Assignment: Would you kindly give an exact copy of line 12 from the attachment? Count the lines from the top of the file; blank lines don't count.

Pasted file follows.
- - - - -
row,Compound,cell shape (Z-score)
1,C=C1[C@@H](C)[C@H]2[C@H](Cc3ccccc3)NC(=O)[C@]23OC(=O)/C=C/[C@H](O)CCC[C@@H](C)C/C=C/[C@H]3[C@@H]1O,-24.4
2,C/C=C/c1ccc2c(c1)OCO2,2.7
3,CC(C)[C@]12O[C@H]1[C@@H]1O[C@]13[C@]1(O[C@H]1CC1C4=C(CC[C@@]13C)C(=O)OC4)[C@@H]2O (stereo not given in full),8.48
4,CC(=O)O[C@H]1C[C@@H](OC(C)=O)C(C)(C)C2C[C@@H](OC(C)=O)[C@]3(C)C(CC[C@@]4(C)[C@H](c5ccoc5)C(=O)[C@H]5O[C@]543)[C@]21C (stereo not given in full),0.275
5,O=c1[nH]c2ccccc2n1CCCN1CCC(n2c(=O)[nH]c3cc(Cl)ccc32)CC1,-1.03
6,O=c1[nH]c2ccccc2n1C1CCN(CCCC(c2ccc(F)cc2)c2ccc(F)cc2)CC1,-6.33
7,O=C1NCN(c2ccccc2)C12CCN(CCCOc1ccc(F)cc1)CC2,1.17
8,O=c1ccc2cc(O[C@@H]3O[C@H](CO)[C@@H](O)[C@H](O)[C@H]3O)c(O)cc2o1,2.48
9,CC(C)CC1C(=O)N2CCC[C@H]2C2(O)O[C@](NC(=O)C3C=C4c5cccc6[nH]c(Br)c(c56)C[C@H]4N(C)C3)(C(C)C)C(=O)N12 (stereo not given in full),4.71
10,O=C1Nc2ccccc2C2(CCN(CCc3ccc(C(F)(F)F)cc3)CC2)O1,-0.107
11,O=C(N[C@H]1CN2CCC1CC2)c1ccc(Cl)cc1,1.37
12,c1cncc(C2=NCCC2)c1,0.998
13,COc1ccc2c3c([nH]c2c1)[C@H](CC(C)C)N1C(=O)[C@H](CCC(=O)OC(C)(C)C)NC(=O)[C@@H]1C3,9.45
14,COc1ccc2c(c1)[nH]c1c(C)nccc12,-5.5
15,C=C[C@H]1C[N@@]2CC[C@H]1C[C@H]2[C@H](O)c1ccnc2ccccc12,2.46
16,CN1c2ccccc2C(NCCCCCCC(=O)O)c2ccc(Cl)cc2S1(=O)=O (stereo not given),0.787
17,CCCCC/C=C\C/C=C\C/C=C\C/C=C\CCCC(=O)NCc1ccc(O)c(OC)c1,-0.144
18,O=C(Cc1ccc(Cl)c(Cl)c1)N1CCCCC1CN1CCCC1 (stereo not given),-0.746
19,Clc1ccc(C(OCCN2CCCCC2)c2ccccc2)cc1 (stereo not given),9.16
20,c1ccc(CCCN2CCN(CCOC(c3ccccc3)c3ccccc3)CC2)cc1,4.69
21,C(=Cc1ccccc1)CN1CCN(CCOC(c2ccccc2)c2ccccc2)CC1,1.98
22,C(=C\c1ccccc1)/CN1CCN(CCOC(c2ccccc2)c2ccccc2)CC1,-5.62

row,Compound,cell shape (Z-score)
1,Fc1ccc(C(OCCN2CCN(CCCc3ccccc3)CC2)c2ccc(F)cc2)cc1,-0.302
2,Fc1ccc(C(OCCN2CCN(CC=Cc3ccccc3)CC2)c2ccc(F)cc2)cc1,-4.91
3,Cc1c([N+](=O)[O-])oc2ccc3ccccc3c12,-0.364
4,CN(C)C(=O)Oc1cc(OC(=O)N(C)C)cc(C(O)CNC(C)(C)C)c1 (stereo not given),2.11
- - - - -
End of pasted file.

11,O=C(N[C@H]1CN2CCC1CC2)c1ccc(Cl)cc1,1.37